Quickies

Skepchick Quickies 6.9

Amanda

Amanda is a science grad student in Boston whose favorite pastimes are having friendly debates and running amok.

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13 Comments

  1. Hmmmm…good thing they didn;t find all the Red Sox jerseys buried at Yankee Stadium.

    I’ve known a few folks with ‘witch bottles’ but always thought it was because they were too lazy to walk from the garage to the house where the toilet was.

  2. An Old Bailey court record from 1682 documents that a husband, believing his wife to be afflicted by witchcraft, was advised by a Spitalfields apothecary to “take a quart of your Wive’s urine, the paring of her Nails, some of her Hair, and such like, and boyl them well in a Pipkin.”

    “Honey, can you pee in this bottle and give me a little of your hair. No, it’s not some fetish thing. I think you might be a witch. Well..I guess it is a fetish thing, but the other kind of fetish.”

    Let me add this to the list of the conversations that I never want to have with my wife.

  3. “The discovery of something so apparently bizarre, indicating a clear belief in witchcraft and forces that have nothing at all to do with conventional, approved religion, remind us that early modern England did not belong to the same world we now inhabit.”

    I like the world he lives in better, but I’m not sure how to get to his world, where people have apparently removed strange superstitious beliefs and magic rituals from the approved, conventional religions. Those crazy, early modern English, obsessed with women not acting properly, and convinced other people (the government! the apothecaries! the rich! the poor!) were conspiring to cause bad things to happen to them. Good thing we got over all that.

    So, how can I get a quart of Oprah’s urine, anyway?

  4. This spell device, often meant to attract and trap negative energy, was particularly common from the 16th to the 17th centuries…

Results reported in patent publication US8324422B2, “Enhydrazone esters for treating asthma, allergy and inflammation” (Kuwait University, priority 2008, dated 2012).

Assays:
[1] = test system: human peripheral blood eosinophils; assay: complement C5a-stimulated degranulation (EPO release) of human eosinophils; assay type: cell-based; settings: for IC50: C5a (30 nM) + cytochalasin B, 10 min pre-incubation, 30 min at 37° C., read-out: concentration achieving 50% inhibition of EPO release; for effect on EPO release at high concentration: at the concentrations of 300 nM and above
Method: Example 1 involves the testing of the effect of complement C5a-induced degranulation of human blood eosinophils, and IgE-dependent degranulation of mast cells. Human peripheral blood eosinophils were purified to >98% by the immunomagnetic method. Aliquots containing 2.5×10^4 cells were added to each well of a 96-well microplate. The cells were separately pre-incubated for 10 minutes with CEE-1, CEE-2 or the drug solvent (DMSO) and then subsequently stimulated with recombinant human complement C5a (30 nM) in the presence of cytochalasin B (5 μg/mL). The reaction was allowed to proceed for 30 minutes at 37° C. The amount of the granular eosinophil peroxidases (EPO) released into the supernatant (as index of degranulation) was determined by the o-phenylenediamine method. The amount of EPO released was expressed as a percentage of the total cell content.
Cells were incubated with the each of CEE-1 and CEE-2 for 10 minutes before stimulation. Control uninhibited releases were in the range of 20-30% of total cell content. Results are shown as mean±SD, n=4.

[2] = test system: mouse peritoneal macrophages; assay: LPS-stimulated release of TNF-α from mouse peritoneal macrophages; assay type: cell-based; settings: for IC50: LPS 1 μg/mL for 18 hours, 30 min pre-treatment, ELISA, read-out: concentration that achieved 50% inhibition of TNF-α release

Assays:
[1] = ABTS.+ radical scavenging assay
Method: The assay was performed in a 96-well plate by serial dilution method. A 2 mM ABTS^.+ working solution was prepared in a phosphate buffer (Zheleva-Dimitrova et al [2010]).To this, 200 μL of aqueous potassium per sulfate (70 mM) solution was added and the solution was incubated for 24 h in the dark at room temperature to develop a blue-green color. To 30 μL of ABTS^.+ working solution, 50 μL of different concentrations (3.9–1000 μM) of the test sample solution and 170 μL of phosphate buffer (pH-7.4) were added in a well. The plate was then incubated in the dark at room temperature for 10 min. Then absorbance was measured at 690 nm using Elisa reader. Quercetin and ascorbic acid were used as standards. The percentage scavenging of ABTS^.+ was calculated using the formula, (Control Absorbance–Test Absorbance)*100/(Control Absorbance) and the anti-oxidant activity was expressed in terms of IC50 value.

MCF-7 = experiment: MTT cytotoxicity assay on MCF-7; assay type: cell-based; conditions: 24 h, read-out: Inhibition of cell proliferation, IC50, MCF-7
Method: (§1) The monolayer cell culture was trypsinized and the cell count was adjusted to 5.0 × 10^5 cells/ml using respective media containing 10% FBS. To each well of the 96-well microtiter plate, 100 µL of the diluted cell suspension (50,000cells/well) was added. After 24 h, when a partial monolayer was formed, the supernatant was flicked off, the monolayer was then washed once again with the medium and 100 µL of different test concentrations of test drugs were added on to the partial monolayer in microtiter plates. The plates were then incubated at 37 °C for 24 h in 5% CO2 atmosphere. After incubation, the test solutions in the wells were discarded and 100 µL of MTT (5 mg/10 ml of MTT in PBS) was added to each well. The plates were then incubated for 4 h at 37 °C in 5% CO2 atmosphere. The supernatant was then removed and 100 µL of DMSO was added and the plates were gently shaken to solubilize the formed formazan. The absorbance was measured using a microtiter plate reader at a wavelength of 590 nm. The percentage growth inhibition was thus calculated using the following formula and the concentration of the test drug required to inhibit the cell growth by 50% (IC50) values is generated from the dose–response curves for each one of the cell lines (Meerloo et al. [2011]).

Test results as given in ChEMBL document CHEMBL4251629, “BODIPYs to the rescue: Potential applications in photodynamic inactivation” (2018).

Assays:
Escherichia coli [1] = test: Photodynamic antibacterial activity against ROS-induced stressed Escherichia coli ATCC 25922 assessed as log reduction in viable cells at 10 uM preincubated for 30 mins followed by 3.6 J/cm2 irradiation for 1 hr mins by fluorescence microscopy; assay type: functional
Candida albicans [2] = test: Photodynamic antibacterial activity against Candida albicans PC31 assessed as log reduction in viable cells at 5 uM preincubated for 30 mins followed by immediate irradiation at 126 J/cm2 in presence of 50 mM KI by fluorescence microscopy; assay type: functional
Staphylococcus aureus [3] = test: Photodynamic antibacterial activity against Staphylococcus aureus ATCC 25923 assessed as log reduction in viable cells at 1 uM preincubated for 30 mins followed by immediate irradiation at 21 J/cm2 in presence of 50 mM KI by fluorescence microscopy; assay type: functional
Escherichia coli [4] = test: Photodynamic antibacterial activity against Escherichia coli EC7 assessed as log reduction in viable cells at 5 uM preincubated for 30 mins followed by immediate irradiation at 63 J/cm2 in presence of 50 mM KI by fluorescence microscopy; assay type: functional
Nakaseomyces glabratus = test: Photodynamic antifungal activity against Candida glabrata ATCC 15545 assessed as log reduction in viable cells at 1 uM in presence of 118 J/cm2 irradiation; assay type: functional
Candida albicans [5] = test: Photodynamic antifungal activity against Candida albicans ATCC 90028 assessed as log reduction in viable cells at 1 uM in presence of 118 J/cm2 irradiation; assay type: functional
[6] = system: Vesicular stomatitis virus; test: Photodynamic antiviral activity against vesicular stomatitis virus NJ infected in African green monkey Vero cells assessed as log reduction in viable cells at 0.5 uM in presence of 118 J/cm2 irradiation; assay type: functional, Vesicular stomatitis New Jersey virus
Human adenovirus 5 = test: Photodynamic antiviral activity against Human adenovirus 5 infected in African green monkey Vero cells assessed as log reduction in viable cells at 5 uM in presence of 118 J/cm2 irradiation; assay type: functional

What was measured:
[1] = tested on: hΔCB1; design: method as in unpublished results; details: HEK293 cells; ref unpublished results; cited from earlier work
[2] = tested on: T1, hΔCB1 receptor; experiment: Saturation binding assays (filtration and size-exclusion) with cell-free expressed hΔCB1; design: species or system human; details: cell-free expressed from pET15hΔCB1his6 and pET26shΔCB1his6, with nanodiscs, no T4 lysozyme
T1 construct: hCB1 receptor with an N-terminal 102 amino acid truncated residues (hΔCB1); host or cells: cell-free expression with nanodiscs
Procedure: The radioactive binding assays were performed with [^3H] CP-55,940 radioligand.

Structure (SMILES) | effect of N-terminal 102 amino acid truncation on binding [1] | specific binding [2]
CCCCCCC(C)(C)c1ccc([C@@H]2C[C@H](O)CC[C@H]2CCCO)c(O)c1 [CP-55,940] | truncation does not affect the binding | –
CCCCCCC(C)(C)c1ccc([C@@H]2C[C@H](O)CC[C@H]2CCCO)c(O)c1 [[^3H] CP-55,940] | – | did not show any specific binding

Somehow, I don’t think people in that time considered it “negative energy”.

    Forsooth! If thou takest this jar of liquid refuse and bury it in the proscribed manner, thou shalt not only be rid of the “negative energy” that vexes thou, but thy will be blessed with skin at 40 that looks like when thou was virginal!

  5. Relics like this were mostly attempts to ward off all sorts of witchcraft. Things like witch balls were also used, but without the urine, obviously. These sorts of charms… well, ones that don’t contain urine as far as I know… have since been adopted by contemporary pagans, with the explanation that that they only block out the “bad” kind of spells, and let the “good” or beneficial kind through. (As I understand it, anyway. My wife is the real expert in that sort of thing, and it’s been a few years since she gave a shit about it.)

    The idea of “negative” energy in this context is completely a 20th/21st century invention, and would have meant nothing to the people who buried it, or prescribed it. In the 16th and 17th centuries, they would have considered all witchcraft “negative”.

  6. If Stephen Fry’s polite and concise explanation of his views on religion constitute a “Rant”, I’d hate to see what he’s like when he gets into a “Snit” or, worse still, a “Kerfuffle.”

    -Sean

  7. Seems to me that a vast majority of people who claim that their child’s autism was caused by vaccines are adults without autism who were vaccinated as children. Wouldn’t those things cancel each out? Maybe even prove them wrong, since vaccines were likely more “dangerous” back then?

    Something that’s been rattling around in my head.

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